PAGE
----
My new year started with a bang—and that bang was the sound of me, at 8 a.m. on January 2, backing my minivan into my sister’s car. I didn’t have any grand expectations for 2018, but starting off with a thousand dollars in car repairs was something I would have preferred to avoid. : /
This event affected my crafty to-do list. I needed to feel competent at something, so instead of starting a new project, I opted to finish up some stragglers from 2017. I needed the thrill of a finish, friends! I pieced a quilt top and two backs for my guild, and passed those projects to a guildmate for quilting. Then I moved on to this baby quilt, which I had started back in October ...
There is something about me and small projects, whether they’re quilts or pouches or baskets: I’m notorious for making more than 1 (and up to 15!). This simple baby quilt is no exception. It’s the foil to this finish. Both use the Little Man pattern from Simplify by Camille Roskelley.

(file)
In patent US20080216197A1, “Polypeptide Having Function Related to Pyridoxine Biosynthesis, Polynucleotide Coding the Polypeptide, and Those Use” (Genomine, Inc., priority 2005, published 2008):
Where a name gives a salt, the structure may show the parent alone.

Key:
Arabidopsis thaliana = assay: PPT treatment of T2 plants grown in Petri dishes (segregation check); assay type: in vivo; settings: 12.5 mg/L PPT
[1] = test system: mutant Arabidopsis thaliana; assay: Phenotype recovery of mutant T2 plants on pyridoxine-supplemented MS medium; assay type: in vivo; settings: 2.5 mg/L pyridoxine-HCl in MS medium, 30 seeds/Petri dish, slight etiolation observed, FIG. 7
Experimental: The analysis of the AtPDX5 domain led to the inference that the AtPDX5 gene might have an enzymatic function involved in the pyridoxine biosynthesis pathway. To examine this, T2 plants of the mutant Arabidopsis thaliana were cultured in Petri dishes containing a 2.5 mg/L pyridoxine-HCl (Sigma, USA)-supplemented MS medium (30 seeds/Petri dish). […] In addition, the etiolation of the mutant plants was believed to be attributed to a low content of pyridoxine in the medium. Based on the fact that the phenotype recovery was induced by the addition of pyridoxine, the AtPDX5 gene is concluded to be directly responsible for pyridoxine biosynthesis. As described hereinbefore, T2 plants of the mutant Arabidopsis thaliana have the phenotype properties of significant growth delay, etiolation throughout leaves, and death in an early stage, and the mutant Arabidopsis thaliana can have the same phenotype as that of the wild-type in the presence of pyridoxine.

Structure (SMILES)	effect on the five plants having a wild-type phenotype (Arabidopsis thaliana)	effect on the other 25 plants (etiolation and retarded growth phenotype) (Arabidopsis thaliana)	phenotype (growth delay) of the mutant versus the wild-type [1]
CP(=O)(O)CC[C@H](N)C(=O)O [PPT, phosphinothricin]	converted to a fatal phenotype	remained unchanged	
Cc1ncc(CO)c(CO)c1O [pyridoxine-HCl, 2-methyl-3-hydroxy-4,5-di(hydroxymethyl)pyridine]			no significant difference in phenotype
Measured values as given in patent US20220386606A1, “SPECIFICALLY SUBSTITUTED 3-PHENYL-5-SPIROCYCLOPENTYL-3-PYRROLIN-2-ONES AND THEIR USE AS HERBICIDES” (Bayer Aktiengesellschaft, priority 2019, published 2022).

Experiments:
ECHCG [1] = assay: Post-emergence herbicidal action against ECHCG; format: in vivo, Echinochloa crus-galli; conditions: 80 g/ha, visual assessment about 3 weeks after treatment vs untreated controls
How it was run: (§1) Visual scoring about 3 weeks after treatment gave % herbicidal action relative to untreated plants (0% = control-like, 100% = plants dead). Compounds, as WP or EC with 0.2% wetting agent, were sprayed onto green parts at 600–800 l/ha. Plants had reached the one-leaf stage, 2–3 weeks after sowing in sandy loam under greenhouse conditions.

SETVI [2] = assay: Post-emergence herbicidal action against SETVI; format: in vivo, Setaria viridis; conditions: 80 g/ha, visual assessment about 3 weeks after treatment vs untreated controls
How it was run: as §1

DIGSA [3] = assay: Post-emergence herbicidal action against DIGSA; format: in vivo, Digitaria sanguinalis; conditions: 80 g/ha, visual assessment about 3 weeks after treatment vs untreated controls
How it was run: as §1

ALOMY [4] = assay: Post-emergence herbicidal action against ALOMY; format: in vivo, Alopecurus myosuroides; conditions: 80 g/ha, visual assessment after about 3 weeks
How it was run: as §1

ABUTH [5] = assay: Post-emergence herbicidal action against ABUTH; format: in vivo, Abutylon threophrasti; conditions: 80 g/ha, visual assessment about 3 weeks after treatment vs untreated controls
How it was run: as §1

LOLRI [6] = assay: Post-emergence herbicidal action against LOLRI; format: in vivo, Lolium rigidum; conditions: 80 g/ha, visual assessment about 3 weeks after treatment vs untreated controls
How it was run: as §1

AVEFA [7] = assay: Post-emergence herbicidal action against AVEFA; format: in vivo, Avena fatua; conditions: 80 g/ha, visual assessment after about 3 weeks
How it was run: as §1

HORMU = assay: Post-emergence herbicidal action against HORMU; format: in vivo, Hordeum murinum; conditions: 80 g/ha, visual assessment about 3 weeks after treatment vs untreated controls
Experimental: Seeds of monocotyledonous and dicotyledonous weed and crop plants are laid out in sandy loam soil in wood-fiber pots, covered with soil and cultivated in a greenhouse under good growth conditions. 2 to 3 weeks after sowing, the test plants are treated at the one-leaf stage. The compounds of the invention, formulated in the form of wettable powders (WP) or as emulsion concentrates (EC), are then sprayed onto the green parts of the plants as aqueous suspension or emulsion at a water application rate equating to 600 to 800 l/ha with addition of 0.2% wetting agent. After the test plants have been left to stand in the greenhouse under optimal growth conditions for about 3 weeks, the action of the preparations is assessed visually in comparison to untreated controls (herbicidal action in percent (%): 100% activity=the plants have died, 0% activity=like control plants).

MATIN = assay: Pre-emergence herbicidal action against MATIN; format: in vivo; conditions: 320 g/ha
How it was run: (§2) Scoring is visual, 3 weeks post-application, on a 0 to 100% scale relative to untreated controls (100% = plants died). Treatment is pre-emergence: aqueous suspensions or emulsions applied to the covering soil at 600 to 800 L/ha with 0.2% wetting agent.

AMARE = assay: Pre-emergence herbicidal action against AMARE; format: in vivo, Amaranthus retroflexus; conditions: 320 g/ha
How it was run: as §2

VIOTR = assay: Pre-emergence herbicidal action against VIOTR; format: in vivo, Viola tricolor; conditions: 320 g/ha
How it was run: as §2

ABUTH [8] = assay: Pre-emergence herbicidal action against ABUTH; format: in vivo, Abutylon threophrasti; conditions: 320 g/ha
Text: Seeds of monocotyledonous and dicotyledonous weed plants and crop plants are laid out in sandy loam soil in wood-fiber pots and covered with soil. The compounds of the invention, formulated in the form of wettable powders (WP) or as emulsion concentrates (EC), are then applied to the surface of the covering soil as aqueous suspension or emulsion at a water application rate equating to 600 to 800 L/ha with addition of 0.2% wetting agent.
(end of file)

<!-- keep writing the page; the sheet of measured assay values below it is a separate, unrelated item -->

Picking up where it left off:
The beauty of this project was that the inspiration for the palette came from that old Alexander Henry 2D Zoo print. I only had scraps of that fabric left, which was just fine because the pattern didn’t call for any more than that. Everything else came from my stash, including the Yale Blue Free Spirit solid featured on the back. It was one of those not-so-smart fabric purchases—both considering the color and the amount of yardage I bought—from my early days of quilting. I was happy to use it up in this baby quilt.
A triumph with this project and its lookalike is that I made franken batting for the first time! I cut clean, straight edges off of batting scraps, abutted edges, and sewed them with a zigzag stitch. Those scraps were all at least 12 inches wide, they were the same brand and type of batting, and they were all prewashed (because I’m the only person in the world who prewashes her batting!). I figured if I quilted densely enough—the grid here is quilted every 2 inches—the franken batting wouldn’t affect the integrity of the final product. It takes some time to piece batting scraps together, but it feels good to put them to good use.
Have you cobbled your batting scraps together like that? Any words of warning on that front? And to those of you who don’t quilt on a domestic: Would you ever use franken batting on your longarm?
Linking up to Finish It Up Friday and Let’s Bee Social ...